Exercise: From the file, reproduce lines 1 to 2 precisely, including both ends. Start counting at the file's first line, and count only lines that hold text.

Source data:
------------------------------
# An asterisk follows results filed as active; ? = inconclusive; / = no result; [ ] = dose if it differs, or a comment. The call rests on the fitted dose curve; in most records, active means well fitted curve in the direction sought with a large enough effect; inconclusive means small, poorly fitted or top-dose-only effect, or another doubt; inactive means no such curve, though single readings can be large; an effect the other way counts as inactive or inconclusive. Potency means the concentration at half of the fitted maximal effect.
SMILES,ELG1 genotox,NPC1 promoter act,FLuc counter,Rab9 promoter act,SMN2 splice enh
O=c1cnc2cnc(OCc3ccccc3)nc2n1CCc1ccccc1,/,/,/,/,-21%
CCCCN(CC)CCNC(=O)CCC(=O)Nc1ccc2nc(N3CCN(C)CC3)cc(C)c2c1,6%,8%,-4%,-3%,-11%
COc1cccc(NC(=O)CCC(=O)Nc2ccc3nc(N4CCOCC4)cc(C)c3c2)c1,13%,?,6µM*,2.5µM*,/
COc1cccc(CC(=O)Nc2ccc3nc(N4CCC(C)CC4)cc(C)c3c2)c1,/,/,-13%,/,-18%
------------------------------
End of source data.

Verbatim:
# An asterisk follows results filed as active; ? = inconclusive; / = no result; [ ] = dose if it differs, or a comment. The call rests on the fitted dose curve; in most records, active means well fitted curve in the direction sought with a large enough effect; inconclusive means small, poorly fitted or top-dose-only effect, or another doubt; inactive means no such curve, though single readings can be large; an effect the other way counts as inactive or inconclusive. Potency means the concentration at half of the fitted maximal effect.
SMILES,ELG1 genotox,NPC1 promoter act,FLuc counter,Rab9 promoter act,SMN2 splice enh